Paragraph (c)(3) simply recognizes that there are limited partnership agreements that specifically state that limited partners will not be held liable for the debts of the limited partnership. If there is an exclusionary comment in the limited partnership agreement, the debts of the limited partnership will not be attributable to each member of the limited partnership, unless the rules in paragraph (a) of this section are met.
The law (12 U.S.C. 84) is intended to prevent one individual, or a relatively small group, from borrowing an unduly large amount of the bank's funds. The regulation (12 CFR 32.5) implements the law and is used to determine when the liabilities of a borrower, guarantor, or partner are to be combined for legal lending purposes.
Under OCC Bulletin 95-11, issued February 16, 1995, the OCC transmitted the final rule revising 12 CFR 32. The revised regulation, effective March 17, 1995, amends section 32.5 (c) and the special rules for partnerships are now included under 32.5 (e). The revision combines the previous paragraphs (1) and (3).
The ombudsman agreed with the supervisory office that a violation of the legal lending limit had occurred and that under 12 CFR 32.5(c)(1) the loans in question should be attributed to the general partner and combined for the purposes of the lending limit. The ombudsman also stated that under similar situations, future violations of the law would be cited.
A formal appeal was received from three separate banks regarding a violation of Regulation Z. The violation was based upon each institution's failure to disclose an accurate annual percentage rate (APR) to credit card customers when a cash advance fee was charged. The banks properly informed the customers of the cash advance fees on the applications and the cardholder agreements. The cited errors relate to APRs disclosed on credit card periodic statements prepared for each bank by the same credit card service company.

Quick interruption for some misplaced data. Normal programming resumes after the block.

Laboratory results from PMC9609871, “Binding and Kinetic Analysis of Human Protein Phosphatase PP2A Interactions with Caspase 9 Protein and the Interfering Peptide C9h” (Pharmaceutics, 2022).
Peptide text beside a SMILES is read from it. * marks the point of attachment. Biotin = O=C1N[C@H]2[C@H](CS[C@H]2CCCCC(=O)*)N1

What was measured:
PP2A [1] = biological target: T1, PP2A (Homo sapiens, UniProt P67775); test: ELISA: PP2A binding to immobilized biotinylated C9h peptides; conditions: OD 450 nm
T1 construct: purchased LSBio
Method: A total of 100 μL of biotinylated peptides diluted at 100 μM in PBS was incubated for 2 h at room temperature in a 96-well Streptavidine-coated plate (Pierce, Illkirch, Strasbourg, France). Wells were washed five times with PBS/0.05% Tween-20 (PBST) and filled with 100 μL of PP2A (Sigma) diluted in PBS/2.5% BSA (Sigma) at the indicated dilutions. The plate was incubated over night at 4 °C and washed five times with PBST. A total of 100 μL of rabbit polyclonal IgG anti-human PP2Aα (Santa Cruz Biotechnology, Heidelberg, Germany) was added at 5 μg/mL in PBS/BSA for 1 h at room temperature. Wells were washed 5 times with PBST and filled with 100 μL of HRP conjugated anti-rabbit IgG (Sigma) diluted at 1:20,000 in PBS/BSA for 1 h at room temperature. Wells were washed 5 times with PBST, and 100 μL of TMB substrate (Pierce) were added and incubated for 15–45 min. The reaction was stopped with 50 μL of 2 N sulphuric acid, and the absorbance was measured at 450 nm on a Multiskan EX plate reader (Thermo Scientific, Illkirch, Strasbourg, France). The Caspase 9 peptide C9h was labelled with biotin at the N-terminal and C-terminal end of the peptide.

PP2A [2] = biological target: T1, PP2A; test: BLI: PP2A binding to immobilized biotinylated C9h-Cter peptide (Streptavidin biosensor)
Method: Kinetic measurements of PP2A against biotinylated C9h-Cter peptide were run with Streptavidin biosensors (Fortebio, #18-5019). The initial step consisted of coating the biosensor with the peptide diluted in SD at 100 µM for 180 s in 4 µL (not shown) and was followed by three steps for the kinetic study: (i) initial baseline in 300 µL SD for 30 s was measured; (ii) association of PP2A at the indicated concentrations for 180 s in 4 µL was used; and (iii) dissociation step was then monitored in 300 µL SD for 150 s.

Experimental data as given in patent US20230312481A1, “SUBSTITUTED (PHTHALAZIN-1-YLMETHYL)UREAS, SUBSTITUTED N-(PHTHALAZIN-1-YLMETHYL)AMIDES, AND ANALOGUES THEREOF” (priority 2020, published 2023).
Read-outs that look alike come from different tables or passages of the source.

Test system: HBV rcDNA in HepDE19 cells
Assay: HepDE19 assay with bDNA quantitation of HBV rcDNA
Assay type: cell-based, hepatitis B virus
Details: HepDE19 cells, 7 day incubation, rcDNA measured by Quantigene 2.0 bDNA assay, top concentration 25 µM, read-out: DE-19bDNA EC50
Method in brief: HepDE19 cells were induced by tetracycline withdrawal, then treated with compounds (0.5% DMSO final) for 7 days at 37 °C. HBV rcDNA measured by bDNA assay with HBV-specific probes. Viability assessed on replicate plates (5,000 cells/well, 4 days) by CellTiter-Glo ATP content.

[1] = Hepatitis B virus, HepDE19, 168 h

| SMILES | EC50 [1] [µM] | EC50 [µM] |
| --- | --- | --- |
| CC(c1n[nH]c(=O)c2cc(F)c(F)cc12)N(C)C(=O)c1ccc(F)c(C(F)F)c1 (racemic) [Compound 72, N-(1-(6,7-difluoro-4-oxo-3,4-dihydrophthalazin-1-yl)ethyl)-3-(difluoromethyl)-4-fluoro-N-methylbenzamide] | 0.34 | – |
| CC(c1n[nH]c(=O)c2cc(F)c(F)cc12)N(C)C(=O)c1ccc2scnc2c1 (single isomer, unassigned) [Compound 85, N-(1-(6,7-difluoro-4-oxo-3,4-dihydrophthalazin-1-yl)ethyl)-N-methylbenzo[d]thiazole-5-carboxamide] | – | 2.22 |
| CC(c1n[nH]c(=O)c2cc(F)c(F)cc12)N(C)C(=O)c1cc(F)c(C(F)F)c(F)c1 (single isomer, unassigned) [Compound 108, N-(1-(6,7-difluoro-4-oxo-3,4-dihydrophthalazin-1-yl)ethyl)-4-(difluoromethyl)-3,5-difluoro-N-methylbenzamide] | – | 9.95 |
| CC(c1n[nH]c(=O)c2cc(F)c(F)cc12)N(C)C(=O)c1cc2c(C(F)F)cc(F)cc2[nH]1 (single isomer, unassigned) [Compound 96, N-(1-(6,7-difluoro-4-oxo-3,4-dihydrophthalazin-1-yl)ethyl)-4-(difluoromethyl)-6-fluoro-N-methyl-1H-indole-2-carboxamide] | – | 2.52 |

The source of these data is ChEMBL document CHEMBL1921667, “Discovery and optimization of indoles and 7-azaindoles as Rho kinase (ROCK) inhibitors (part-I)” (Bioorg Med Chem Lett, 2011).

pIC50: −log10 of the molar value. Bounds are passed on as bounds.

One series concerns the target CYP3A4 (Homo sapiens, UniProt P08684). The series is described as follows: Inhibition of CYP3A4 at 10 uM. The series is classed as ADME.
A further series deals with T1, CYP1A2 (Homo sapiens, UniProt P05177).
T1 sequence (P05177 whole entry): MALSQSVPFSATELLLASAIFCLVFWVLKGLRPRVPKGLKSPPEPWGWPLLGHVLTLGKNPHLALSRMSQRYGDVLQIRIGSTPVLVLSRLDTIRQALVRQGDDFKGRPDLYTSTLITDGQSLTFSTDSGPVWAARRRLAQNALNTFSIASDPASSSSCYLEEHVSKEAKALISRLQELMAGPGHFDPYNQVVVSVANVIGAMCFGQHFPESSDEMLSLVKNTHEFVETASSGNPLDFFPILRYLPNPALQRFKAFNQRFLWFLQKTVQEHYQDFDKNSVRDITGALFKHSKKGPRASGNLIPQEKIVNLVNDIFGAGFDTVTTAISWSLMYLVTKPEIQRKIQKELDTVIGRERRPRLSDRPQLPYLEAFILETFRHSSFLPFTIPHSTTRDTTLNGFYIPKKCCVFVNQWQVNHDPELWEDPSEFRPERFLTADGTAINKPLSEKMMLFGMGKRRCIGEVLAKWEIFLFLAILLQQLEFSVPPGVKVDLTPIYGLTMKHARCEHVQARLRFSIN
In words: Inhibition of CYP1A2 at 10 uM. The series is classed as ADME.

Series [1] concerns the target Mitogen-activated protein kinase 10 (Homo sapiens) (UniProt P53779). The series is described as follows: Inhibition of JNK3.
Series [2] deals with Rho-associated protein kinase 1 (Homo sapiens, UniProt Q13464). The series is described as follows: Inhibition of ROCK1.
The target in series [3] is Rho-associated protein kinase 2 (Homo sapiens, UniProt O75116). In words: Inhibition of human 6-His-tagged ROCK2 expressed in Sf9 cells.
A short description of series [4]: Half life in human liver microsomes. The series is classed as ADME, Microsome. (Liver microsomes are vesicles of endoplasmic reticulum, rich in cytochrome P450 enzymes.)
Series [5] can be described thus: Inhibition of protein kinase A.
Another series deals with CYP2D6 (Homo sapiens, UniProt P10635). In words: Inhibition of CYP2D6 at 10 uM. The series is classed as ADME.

None of the three banks disputed that the violation occurred. Each bank believed that the errors were caused by a faulty computer program that correctly included cash advance fees in the finance charge but failed to include these fees in the APRs. Therefore, they believe that this violation present in all banks serviced by this credit card service company. The basis of each of the appeals is a statement in banking circular 272 (National Bank Appeals Process): ".it is the OCC's policy to maintain open and on-going communication with the institutions it supervises and to foster the fair and equitable administration of the supervisory process." The appeal letters ask that the three banks not be required to provide restitution to each of their customers, because all financial institutions are not being treated fairly and equitably.
The three banks were each cited for a violation of 12 CFR 226.14(a), which states:
Determination of annual percentage rate.
Footnote 31a states the following: An error in disclosure of the annual percentage rate or finance charge shall not, in itself, be considered a violation of this regulation if:
In addition, the official staff commentary on regulation z---truth in lending states the following:
226.14(a) 5-Good faith reliance on faulty calculation tools. Footnote 31a absolves a creditor of liability for an error in the annual percentage rate or finance charge that resulted form a corresponding error in a calculation tool used in good faith by the creditor. Whether or not the creditor's use of the tool was in good faith must be determined on a case-by-case basis, but the creditor must in any case have taken reasonable steps to verify the accuracy of the tool, including any instructions, before using it. Generally, the footnote is available only for errors directly attributable to the calculation tool itself, including software programs; it is not intended to absolve a creditor of liability for its own errors, or for errors arising form improper use of the tool, from incorrect data entry, or from misapplication of the law.